Larry D. Rosen, a psychology professor at California State University, Dominguez Hills, has been studying this group. While Rosen has studied the impact of technology on people for 20 years, he specializes in the effects of technology on kids and parents. He is currently working on a book, "Me, MySpace and I," where he examines the differences and similarities among the generations and how they can work together.
In his book, he defines what he calls the Net generation, post-Generation X, as children and young adults born in the 1980s and '90s, parented by the baby boomers. The generations differ on numerous levels, including how they communicate and how they get a job done, according to Rosen.
In an interview with CNET News.com, Rosen reflected on the Net generation.
Q: You're about to publish a new book. Tell us more about it.
Rosen: It looks at the positive impacts and what parents can do to enhance the positiveness of MySpace and other social networks. The book is written primarily for people who need to deal with the Net generation kids on a daily basis. That includes parents, school educators and bosses who are now dealing with the Net Gen entering the workplace. It's also geared toward the professionals, because it's full of research about these kids, how they are, and what they do. What I'm telling them is to find the best use of technology for the kids to help them make the most out of it and to grow emotionally healthy, which we know they can. The goal is not to yank them off the computer and pull the plug, but to figure out how to help them grow up as good human beings, while they get to use their technology and to multitask.
In your book you're focusing mainly on the generation commonly called Generation Y. You're talking about the Net and MySpace generation. What's your definition?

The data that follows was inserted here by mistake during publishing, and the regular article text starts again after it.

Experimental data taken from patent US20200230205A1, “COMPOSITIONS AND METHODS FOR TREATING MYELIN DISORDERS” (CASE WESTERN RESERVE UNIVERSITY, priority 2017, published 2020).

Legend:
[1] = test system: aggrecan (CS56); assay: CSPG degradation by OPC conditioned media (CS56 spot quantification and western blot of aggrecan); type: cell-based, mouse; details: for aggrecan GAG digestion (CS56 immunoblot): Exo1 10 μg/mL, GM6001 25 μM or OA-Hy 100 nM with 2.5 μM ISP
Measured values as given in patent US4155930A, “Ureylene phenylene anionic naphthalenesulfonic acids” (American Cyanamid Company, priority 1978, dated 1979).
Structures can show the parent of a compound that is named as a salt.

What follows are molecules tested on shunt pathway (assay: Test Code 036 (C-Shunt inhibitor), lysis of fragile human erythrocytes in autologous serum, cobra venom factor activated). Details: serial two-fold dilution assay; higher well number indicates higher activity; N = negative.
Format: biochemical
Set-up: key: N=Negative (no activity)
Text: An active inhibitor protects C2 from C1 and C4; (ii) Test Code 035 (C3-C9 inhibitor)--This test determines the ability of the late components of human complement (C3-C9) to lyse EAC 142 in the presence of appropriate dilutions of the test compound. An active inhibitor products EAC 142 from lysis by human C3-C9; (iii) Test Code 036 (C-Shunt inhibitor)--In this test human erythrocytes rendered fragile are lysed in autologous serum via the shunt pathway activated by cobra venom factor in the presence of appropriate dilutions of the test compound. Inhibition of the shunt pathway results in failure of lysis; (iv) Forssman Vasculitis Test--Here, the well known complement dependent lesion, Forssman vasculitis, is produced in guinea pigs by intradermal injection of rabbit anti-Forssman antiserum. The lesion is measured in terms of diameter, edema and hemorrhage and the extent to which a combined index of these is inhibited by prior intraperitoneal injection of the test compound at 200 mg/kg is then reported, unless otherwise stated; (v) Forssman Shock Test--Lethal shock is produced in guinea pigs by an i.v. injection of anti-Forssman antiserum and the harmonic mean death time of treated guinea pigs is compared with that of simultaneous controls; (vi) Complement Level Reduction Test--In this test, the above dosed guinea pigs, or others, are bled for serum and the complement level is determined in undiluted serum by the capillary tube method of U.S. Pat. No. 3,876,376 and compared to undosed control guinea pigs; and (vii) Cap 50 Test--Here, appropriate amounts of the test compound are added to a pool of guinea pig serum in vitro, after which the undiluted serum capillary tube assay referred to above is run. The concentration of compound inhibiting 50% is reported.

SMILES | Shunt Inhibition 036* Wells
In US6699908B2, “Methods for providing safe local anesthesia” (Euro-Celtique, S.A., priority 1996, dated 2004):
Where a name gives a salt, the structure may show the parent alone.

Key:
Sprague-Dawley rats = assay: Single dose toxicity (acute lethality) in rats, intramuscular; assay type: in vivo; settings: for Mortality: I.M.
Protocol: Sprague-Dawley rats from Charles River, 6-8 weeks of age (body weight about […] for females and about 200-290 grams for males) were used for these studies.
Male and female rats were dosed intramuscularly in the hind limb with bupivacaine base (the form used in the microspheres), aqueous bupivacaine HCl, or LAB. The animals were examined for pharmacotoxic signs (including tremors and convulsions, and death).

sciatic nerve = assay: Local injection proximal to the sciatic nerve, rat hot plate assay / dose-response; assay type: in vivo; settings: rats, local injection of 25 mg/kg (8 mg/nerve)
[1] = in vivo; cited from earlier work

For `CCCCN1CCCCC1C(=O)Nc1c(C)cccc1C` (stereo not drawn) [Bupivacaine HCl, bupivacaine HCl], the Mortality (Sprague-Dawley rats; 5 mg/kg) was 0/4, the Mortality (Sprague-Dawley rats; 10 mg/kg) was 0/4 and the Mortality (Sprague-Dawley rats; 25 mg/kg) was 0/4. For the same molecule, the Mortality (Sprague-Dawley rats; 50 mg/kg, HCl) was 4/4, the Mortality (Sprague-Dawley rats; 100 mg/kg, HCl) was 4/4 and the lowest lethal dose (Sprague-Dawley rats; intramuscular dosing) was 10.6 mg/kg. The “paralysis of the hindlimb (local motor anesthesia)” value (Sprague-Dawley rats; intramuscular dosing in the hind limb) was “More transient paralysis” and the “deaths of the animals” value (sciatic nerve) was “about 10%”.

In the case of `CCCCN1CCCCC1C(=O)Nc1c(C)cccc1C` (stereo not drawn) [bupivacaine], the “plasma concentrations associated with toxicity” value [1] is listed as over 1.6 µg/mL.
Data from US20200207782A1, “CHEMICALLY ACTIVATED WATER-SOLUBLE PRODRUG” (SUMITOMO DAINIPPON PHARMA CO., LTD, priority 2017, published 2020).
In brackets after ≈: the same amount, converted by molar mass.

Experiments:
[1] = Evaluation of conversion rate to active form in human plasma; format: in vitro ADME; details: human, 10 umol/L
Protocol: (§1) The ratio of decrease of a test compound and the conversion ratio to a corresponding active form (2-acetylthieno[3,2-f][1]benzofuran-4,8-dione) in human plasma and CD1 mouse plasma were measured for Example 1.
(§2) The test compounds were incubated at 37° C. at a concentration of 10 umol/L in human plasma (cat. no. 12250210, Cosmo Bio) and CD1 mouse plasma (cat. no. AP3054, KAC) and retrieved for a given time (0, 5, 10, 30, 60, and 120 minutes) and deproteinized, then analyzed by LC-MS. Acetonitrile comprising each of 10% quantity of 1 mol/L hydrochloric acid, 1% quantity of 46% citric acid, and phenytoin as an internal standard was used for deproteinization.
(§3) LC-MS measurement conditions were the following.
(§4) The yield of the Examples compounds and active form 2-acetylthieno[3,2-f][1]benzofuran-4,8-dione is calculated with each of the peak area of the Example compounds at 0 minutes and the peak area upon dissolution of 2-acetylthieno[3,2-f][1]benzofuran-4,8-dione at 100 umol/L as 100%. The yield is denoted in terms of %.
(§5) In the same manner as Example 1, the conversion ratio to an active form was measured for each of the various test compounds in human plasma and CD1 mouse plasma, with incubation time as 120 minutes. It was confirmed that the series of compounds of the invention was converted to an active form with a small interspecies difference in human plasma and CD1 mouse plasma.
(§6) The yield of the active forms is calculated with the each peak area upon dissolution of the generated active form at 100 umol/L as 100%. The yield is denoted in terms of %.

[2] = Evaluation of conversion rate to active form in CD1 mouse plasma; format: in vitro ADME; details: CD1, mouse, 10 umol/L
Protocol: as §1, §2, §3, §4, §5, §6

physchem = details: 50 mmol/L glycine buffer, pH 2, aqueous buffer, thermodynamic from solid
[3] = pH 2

Rosen: Everybody has a name for this new generation of kids born in the '80s and '90s. I call it the Net generation. Other people call it Generation M for multitasking or for media. Some people call it Generation Y, which I never quite understood...What I read was they call it that because this is a generation that they think asks "Why?" a lot. Other people call it the ADHD generation because these kids show the signs of having Attention Deficit (Hyperactivity) Disorder, but that's also not true. I prefer the "Net generation" because this is a generation of kids, children, teens and young adults who have known no other world than that with complete technology, Internet, text messaging, cell phones and video games, etc.
Given that somewhere over 50 percent of these kids are on MySpace, I think of the MySpace generation as a subcategory. You might even want to call them the All Technology generation.
What defines the All Technology generation, according to you?
Rosen: This is a generation of kids, teens and young adults who have been raised from the very beginning immersed in technology. Most of them know no other world, no world that doesn't include the Internet. They are defined by their reliance on technology, their use of technology, and particularly their propensity for multitasking technologically; they are also defined by the fact that they use a variety of media to communicate with the world, with their friends and even in the business world. Those kinds of communication technologies are different than the ones that previous generations are used to.
They don't use technology, it simply is. It's the main focus of their life. See, that's the difference. A baby boomer and even a Gen X would say, "Well, I use the Internet" or "I use my cell phone a lot" or "I text message" and so on. Gen X learned how to use technology, whereas the Net Gen kids were raised steeped in technology and they don't use it, it just simply is.
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